This switch from clean to malicious behavior was first encountered in some third-party browser extensions early last year. In this case, certain popular extensions were purchased and ownership was transferred. The new extension owner would push out an update to change the functionality of the extension, thus forcing it to render advertisements or spy on the user’s browsing activities.
More recently we have seen other software exhibiting a similar behavior. The most notable case is the addition of a new layer of deception to Sefnit with the use of the previously clean application that we detect as Win32/Filcout. Filcout is our detection for malicious software that claims to find the right program to run an unknown file type. Initially this program showed no signs of malicious behavior and gained a large installation base. At this stage, the application appeared innocuous from an enterprise security perspective.
However, in late March 2014, its behavior changed without warning. The software’s update mechanisms began responding with instructions to install Sefnit. Sefnit detections grew from 20,000 unique computer detections per day, to more than 900,000 within a two-week period as its malicious files were installed on millions of computers across the globe.
Microsoft Security Software detects and removes Sefnit, and once the connection to Filcout was identified we began detecting and removing the application. These detections were updated for all computers protected with our real-time security products and the stand-alone Malicious Software Removal tool (MSRT). To date the MSRT has removed Filcout from more than 9.4 million computers.
Mitigating the risk
As seen in the Filcout case, behavior changes from previously clean applications can have the potential to affect the security and confidentiality of enterprise systems. The potential risk also raises several considerations when assessing software for internal use – including the reputation of the publisher.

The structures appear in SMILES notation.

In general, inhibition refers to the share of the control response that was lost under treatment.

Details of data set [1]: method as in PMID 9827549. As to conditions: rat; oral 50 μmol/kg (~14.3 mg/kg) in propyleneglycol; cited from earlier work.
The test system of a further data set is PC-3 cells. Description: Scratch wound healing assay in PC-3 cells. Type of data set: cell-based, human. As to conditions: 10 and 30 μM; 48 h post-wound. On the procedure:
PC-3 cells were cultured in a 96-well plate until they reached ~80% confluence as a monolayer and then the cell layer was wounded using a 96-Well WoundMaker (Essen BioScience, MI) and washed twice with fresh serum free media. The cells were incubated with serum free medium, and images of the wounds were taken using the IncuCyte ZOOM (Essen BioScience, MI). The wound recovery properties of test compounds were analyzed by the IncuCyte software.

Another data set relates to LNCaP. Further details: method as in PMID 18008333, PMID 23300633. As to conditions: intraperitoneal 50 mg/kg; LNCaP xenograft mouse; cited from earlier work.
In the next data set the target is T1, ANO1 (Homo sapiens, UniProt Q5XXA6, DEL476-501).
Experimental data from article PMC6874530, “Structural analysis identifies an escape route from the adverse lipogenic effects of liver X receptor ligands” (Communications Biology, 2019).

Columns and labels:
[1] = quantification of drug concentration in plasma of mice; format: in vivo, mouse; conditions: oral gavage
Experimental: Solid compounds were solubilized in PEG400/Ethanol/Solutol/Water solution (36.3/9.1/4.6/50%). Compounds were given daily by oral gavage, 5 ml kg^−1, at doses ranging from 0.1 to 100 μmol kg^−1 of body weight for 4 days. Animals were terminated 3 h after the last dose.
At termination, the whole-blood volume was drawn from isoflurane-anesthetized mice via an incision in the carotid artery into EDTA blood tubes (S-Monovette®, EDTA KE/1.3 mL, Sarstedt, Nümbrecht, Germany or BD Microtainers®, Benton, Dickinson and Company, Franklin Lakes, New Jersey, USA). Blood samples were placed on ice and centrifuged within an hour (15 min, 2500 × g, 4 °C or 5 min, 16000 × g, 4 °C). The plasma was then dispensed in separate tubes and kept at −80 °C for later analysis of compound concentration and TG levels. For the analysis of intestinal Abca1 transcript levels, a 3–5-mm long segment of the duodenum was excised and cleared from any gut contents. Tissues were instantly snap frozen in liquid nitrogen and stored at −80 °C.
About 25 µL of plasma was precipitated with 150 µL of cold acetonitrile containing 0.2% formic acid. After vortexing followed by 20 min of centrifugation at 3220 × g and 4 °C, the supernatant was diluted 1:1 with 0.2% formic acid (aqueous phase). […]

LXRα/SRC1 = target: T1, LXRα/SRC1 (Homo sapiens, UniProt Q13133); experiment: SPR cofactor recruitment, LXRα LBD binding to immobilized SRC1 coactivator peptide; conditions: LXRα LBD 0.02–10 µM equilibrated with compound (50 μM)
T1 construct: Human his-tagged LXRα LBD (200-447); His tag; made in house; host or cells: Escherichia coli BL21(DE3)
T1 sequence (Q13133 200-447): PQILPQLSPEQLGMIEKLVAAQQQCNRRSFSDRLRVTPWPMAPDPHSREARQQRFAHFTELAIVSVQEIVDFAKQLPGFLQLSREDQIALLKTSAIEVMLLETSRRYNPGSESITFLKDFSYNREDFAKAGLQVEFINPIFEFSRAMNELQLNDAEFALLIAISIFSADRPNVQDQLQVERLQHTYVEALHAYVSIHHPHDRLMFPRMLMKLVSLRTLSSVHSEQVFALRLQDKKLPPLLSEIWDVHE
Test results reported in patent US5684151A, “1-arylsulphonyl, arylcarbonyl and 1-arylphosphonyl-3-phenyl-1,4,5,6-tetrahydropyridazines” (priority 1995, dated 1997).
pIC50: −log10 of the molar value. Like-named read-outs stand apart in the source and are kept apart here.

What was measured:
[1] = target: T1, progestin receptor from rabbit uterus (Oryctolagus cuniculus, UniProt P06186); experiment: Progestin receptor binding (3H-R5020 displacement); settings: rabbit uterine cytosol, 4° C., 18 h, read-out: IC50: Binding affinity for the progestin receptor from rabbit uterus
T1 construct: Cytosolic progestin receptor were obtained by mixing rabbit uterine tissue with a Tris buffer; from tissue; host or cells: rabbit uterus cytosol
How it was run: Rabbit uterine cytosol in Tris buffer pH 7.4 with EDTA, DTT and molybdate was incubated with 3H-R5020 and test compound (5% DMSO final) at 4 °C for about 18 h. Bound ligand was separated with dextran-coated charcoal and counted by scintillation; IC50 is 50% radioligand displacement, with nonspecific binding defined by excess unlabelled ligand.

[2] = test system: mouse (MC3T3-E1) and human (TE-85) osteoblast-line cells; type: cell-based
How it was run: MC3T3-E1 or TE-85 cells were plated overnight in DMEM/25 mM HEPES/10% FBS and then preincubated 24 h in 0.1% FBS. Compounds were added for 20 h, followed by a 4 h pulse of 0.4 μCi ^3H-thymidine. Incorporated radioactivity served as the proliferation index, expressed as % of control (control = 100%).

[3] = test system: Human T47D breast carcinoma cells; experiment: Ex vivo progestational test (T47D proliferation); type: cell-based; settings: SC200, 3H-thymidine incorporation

One of the best ways to help protect against this type of malware delivery is to take the stance that a breach might be unavoidable.
It is also advisable to record and store full packet captures according to a retention policy. Aggregated network captures should be stored for a longer duration. Together, this data is important in breach response to identify the infected computers and stolen data, and it may be used to detect future breaches by running new NIDS signatures against historical data.
Preventing the risk of a breach in the first place is still very important, and there are several recommendations that can help protect enterprise systems from attacks such as this:
|•||For the major browsers, use the application-policy settings to implement an extension whitelist. This can prevent extensions from being installed into browsers unless they are on an approved list.|
|•||Implement a software installation policy. This policy should include a process where employees must request approval before using software on the corporate network. The approval process should evaluate the request from a security and a legal perspective.|
|•||Include employee computer security training in the employee onboarding program, and refresh it on a set timeframe.|
|•||Monitor and enforce corporate policy compliance.|
|•||Run up-to-date, real-time security software to help detect and remove malware and potentially unwanted software.|
Windows RT 8.1 in the Enterprise: Security
Learn how to leverage the security technologies in Windows RT 8.1, to help ensure that the devices are protected from the first time they are turned on. Explore how best to utilize smart cards, device encryption, BitLocker To Go, SmartScreen, Windows Defender, Windows Firewall, Network Access Protection and more.
Load Libraries Safely
Dynamically loading libraries in an application can lead to vulnerabilities if not secured properly. Get advice from the MSRC Engineering team on how to load a library using LoadLibraryEx() API and make use of options to make it safe.
|This Month's Security Bulletins|
May 2014 Security Bulletins
May 2014 Security Bulletin Resources:
|Security Events and Training|
BYOD: Leverage Existing Infrastructure to Secure and Manage PCs and Devices|
Thursday, June 5, 2014 – 12:00PM Pacific Time
Learn how to manage all your PCs and devices in a unified environment that gives you the ability to ensure that end users have the applications they need on the devices on their choice when they need them—while also enabling you to classify and further protect your data to meet compliance and security requirements.
Microsoft Webcast: Information about the June 2014 Security Bulletin Release
Wednesday, June 11, 2014 – 11:00AM Pacific Time
Join this webcast for a brief overview of the technical details of June 2014’s Microsoft security bulletins. Ask questions and get answers from Microsoft security experts.